Do your refrigerator water filter remove PFAS?

Do your refrigerator water filter remove PFAS?

Table of Contents:

What are PFAS
Types of PFAS
The potential health risks of PFAS exposure
Do your refrigerator water filters remove PFAS
How to test for PFAS in water
Methods to reduce PFAS exposure


False, False! Do you know what PFAS are? They are a class of artificial chemicals used in various products in our everyday lives. Unfortunately, PFAS can be found in many drinking water sources and can harm our health. That's why knowing if your refrigerator water filter can remove PFAS from your drinking water is essential. In this article, we'll look at what PFAS are, the types of refrigerator water filters available, how effective they are at removing PFAS, and tips for choosing the right filter and removing PFAS from drinking water.

What are PFAS?

PFAS (per- and polyfluoroalkyl substances) are a group of man-made chemicals that have been widely used since the 1950s in various industries and consumer products, such as non-stick cookware, stain-resistant carpeting, firefighting foam, and food packaging. The reason for their popularity is their ability to resist heat, water, and oil. However, PFAS chemicals have been linked to numerous health problems, including kidney and testicular cancer, hormonal disruption, developmental delays, and fetal development issues. Moreover, studies have shown that these chemicals can accumulate in the body and remain for long periods.

Two of the most common PFAS chemicals are PFOA (perfluorooctanoic acid) and PFOS (perfluorooctanesulfonic acid). These compounds have been phased out in the US due to their hazardous nature, though PFAS chemicals are still found in other products. One of the most concerning issues related to PFAS compounds is their presence in drinking water. PFAS contamination can occur when these chemicals seep into soil and groundwater near facilities that use or dispose of them. Drinking water contamination has been reported near military bases, industrial facilities, and areas that use firefighting foam. The extent of PFAS exposure in the US population is still being studied, but it is believed that most people have been exposed to these harmful chemicals to some degree. The EPA has set a health advisory level of 70 parts per trillion (ppt) for PFOA and PFOS in drinking water. However, some states have set more stringent levels due to concerns over adverse health effects.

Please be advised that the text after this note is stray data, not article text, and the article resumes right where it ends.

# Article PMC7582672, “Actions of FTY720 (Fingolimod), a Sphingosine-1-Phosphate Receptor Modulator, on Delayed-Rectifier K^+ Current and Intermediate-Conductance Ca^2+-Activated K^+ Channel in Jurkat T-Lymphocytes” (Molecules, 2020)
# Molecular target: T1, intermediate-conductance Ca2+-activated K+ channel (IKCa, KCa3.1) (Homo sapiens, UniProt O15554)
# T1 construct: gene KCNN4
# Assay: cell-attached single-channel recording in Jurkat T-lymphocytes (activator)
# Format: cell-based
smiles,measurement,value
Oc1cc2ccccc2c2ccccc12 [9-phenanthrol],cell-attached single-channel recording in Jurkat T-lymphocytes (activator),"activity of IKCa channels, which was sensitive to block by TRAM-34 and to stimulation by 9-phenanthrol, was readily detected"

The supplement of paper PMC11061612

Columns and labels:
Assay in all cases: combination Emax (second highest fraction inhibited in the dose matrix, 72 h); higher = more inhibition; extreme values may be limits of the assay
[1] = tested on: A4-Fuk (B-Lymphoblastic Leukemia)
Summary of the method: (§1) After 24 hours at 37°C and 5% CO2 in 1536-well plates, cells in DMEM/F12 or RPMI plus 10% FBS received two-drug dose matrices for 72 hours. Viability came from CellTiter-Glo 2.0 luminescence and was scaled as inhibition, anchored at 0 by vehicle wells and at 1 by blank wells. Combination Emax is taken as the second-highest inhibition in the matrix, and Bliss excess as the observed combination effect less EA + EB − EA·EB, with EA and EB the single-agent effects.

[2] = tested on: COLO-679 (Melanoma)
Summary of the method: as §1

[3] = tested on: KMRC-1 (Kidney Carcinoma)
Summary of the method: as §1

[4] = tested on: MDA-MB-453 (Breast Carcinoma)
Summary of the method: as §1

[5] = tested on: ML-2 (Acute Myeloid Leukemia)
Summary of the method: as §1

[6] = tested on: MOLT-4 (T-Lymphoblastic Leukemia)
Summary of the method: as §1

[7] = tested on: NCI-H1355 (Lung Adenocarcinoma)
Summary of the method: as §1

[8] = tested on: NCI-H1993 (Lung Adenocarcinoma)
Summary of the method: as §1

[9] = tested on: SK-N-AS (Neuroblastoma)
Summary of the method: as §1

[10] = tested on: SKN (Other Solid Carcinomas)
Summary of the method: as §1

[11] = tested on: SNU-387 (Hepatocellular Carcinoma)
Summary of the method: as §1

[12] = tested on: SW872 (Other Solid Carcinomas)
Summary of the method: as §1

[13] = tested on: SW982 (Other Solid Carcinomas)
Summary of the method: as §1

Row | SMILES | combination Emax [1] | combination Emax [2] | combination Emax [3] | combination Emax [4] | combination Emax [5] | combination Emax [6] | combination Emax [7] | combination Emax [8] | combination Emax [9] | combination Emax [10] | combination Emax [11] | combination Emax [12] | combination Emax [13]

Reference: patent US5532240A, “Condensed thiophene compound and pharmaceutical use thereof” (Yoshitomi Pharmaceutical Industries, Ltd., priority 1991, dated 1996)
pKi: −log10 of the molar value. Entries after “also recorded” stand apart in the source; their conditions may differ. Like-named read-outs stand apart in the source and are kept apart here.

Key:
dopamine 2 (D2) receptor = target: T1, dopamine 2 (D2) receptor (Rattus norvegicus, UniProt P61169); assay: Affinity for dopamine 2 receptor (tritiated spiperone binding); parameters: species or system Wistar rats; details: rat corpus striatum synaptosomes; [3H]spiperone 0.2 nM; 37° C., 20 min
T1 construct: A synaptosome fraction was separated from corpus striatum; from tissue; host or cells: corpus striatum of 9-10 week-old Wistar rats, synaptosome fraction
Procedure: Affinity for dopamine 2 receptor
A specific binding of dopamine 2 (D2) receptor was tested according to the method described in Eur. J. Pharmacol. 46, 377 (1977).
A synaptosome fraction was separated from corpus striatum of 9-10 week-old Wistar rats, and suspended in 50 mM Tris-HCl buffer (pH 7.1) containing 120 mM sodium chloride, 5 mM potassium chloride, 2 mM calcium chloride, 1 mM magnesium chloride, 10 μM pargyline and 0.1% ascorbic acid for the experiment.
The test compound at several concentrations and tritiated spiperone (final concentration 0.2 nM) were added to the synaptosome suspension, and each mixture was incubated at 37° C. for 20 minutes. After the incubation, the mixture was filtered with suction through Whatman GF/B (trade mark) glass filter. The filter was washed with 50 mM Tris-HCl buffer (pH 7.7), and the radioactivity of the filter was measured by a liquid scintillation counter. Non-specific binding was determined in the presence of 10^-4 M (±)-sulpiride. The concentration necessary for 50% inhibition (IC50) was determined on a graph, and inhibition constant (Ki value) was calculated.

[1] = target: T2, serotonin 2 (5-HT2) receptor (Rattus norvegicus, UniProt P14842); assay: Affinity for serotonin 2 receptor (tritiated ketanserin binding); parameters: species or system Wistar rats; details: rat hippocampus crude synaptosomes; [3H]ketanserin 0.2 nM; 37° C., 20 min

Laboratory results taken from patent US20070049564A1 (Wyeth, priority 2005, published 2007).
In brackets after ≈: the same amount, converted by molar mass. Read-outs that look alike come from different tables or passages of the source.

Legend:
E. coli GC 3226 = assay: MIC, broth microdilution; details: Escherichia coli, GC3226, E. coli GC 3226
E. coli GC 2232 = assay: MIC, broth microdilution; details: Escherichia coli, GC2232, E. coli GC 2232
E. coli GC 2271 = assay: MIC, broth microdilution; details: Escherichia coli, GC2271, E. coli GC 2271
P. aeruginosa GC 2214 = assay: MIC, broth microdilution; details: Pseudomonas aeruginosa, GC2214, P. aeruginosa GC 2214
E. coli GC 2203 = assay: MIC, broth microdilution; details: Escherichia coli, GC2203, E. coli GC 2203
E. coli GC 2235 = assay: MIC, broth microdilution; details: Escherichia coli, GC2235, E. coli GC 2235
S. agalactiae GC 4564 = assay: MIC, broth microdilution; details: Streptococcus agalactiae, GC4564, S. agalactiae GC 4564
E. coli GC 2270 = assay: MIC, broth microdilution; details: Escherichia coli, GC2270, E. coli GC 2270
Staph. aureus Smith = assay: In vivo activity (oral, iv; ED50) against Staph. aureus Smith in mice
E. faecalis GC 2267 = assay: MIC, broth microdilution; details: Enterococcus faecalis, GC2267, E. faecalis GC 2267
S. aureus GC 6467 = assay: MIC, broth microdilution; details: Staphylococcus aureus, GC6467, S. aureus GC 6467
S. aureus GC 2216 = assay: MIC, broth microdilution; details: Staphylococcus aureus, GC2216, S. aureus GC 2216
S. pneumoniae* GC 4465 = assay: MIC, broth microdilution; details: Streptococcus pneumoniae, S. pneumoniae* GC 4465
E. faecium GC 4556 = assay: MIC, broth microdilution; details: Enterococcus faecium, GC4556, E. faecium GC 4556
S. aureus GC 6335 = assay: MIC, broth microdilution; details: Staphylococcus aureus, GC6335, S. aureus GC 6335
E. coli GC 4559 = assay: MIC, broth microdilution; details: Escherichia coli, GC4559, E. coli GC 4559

Types of PFAS

Several types of PFAS fall under this umbrella term. Among the most commonly studied are perfluorooctanoic acid (PFOA), perfluorooctane sulfonate (PFOS), hexafluoropropylene oxide dimer acid (GenX), perfluorononanoic acid (PFNA), and perfluorobutane sulfonate (PFBS).


Perfluorooctanoic acid (PFOA) is an artificial chemical part of a larger group of chemicals known as perfluoroalkyl and poly-fluoroalkyl substances, or PFASs. PFOA has gained notoriety due to its potential role in PFAS contamination. PFOA has been used in various industrial and consumer products, including non-stick cookware, coatings for carpets and textiles, and firefighting foams. Its chemical properties make it useful in these applications because it is a strong surfactant with high heat resistance. Exposure to PFOA has been linked to a range of health effects, including effects on cholesterol levels, liver damage, and an increased risk of certain cancers. Additionally, it has been associated with decreased birth weight and developmental delays in children.


PFOS is a synthetic compound with a highly stable carbon-fluorine bond, making it resistant to environmental degradation and persistent in biological tissues. It was mainly used in non-stick cookware, stain-resistant fabrics, water-resistant clothing, and coatings for industrial equipment. Moreover, it was a critical component of firefighting foam. Its stable chemical bond allows it to resist breakdown and remain in the environment for prolonged periods.